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Title: Wind: A Local Industry


No abstract prepared.

Publication Date:
Research Org.:
COLLABORATION - Pew Center on Global ClimateCharge/VA
Sponsoring Org.:
OSTI Identifier:
Report Number(s):
R&D Project: 574617; BnR: EB2502010; TRN: US200803%%460
DOE Contract Number:
Resource Type:
Journal Article
Resource Relation:
Journal Name: ReFocus Magazine; Journal Volume: 1471; Related Information: Journal Publication Date: Mar/Apr 2007
Country of Publication:
United States
29 ENERGY PLANNING, POLICY, AND ECONOMY; WIND; RESOURCE ASSESSMENT; RESOURCE POTENTIAL; Published by Pew Center on Global Climate Change/VA incollaboration with Lawrence Berkeley National Laboratory staff.

Citation Formats

Lewis, Joanna, and Wiser, Ryan. Wind: A Local Industry. United States: N. p., 2007. Web. doi:10.1016/S1471-0846(07)70048-3.
Lewis, Joanna, & Wiser, Ryan. Wind: A Local Industry. United States. doi:10.1016/S1471-0846(07)70048-3.
Lewis, Joanna, and Wiser, Ryan. Thu . "Wind: A Local Industry". United States. doi:10.1016/S1471-0846(07)70048-3.
title = {Wind: A Local Industry},
author = {Lewis, Joanna and Wiser, Ryan},
abstractNote = {No abstract prepared.},
doi = {10.1016/S1471-0846(07)70048-3},
journal = {ReFocus Magazine},
number = ,
volume = 1471,
place = {United States},
year = {Thu Mar 01 00:00:00 EST 2007},
month = {Thu Mar 01 00:00:00 EST 2007}
  • This article examines the importance of national and sub-national policies in supporting the development of successful global wind turbine manufacturing companies. We explore the motivations behind establishing a local wind power industry, and the paths that different countries have taken to develop indigenous large wind turbine manufacturing industries within their borders. This is done through a cross-country comparison of the policy support mechanisms that have been employed to directly and indirectly promote wind technology manufacturing in twelve countries. We find that in many instances there is a clear relationship between a manufacturer's success in its home country market and itsmore » eventual success in the global wind power market. Whether new wind turbine manufacturing entrants are able to succeed will likely depend in part on the utilization of their turbines in their own domestic market, which in turn will be influenced by the annual size and stability of that market. Consequently, policies that support a sizable, stable market for wind power, in conjunction with policies that specifically provide incentives for wind power technology to be manufactured locally, are most likely to result in the establishment of an internationally competitive wind industry.« less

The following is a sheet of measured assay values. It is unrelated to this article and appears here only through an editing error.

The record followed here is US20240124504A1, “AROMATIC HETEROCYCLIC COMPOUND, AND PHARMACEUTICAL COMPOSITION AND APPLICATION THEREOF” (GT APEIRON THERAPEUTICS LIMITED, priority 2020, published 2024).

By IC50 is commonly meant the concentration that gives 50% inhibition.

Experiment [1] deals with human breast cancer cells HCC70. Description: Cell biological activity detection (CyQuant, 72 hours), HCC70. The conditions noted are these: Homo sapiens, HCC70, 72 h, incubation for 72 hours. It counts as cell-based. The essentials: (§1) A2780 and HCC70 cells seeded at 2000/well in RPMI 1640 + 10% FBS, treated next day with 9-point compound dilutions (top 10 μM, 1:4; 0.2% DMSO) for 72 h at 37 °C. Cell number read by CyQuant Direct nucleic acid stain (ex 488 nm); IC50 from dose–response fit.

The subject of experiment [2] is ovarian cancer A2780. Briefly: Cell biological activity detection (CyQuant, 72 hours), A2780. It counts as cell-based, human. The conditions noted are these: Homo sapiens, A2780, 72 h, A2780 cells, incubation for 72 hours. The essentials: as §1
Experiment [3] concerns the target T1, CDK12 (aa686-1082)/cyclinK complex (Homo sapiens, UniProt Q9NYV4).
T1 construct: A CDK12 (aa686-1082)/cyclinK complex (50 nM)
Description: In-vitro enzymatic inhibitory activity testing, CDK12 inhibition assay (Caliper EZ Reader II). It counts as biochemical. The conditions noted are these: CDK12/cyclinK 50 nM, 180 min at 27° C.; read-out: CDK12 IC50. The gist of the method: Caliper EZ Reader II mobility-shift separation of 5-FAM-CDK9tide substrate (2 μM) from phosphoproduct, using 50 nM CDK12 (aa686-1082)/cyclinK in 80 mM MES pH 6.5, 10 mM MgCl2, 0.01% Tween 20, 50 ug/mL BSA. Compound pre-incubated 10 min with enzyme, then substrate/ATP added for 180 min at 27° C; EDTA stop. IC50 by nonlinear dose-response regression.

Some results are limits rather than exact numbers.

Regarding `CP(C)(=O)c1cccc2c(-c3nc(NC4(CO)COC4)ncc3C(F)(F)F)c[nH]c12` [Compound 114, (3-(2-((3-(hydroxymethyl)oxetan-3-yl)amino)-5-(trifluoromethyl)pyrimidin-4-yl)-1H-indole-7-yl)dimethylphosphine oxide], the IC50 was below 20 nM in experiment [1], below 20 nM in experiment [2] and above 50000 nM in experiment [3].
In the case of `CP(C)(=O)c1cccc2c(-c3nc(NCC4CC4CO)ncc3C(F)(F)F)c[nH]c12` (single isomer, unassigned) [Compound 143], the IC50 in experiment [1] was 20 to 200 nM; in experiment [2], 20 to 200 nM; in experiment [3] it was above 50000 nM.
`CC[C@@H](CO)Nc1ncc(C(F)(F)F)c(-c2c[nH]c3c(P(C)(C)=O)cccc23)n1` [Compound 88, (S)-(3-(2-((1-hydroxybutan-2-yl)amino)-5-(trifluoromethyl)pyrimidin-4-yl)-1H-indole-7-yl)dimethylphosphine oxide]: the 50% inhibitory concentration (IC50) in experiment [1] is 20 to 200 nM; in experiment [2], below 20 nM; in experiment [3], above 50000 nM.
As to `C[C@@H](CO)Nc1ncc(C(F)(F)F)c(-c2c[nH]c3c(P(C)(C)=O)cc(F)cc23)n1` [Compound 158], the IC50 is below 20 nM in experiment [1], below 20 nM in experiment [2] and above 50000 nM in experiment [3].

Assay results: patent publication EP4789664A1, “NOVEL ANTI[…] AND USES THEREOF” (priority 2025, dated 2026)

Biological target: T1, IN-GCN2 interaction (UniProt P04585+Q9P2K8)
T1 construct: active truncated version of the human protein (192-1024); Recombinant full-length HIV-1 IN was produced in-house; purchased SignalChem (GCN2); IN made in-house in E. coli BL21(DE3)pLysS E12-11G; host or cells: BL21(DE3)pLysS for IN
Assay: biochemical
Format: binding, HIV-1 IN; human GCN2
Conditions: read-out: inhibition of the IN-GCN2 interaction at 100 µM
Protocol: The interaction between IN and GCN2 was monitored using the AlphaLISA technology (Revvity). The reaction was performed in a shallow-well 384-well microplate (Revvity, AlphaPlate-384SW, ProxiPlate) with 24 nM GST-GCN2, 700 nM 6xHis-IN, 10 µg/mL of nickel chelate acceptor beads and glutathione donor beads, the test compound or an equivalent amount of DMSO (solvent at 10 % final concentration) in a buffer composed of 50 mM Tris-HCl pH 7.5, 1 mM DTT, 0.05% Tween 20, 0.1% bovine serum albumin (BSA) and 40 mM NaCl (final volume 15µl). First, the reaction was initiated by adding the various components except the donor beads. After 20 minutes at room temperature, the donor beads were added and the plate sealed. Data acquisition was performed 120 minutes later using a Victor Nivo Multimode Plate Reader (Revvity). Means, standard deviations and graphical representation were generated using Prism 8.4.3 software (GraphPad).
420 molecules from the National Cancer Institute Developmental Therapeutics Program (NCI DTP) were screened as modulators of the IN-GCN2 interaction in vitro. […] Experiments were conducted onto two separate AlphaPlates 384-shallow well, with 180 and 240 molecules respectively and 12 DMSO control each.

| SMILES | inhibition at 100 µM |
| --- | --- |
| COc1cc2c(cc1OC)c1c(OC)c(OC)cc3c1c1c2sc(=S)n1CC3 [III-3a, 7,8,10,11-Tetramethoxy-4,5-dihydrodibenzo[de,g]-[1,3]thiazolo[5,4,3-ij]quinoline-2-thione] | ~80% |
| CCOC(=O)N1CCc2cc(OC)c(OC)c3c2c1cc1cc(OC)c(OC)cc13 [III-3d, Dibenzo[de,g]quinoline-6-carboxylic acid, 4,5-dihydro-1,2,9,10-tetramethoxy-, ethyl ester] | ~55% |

• IUE observations of Mg I 2852.127 A are used to search for warm interstellar gas in the direction of Alpha Oph. The data on Mg I are first presented, and Mg I as a diagnostic of warm gas is discussed. A cool H I feature found in the direction of Alpha Oph, and which is evidently the origin of most of the observed optical and ultraviolet lines, is discussed, and the cloud geometry is examined. 40 references.
  • Europe has ample amounts of technical potential for wind energy, and with the European community committment to take action against global warming, wind energy is becoming increasingly important. European wind power advocates have several advantages over the US: firm goals, research for better designs, government support, market development. Although the US still has the lead in wind power energy, Europe is catching up.
  • The restructuring of local distribution services is now the focus of the natural gas industry. It is viewed by some as the last major step in the {open_quotes}reconstitution{close_quotes} of the natural gas industry and a critical element in realizing the full benefits of regulatory and market reforms that have already taken place in the wellhead and interstate markets. It could also be the most important regulatory initiative for most end-use customers since they are affected directly by the costs and reliability of distribution services. Several factors contributed to the current emphasis on distribution service restructuring. They include the unbundling andmore » restructuring of upstream markets, a realization of the limitations of supply-side options (such as gas procurement oversight), and the increased diversity and volatility of gas demand facing local distribution companies (LDCs). Overall, restructuring requires the LDC to transform itself from a franchised monopoly providing a uniform bundled service into a {open_quotes}competitive{close_quotes} enterprise delivering distinct unbundled services.« less
  • Public power has long been a cornerstone of consumer leverage in the electric industry. But its foundation consists of a much broader and deeper consumer authority. Understanding that authority - and present threats to it - is critical to restructuring of the electric industry as well as to the future of public power. The country has largely forgotten the role that local governments have played and continue to play in the development of the electric industry. Moreover, we risk losing sight of the options local governments may offer to protect consumers, to advance competition in the marketplace, and to enhancemore » opportunities for technology and economic development. The future role of local government is one of the most important issues in the restructuring discussion. The basic authority of consumers rests at the local level. The resulting options consumers have to act as more than just respondents to private brokers and telemarketing calls are at the local level. And the ability for consumers to shape the marketplace and standards for what it will offer exists at the local level as well.« less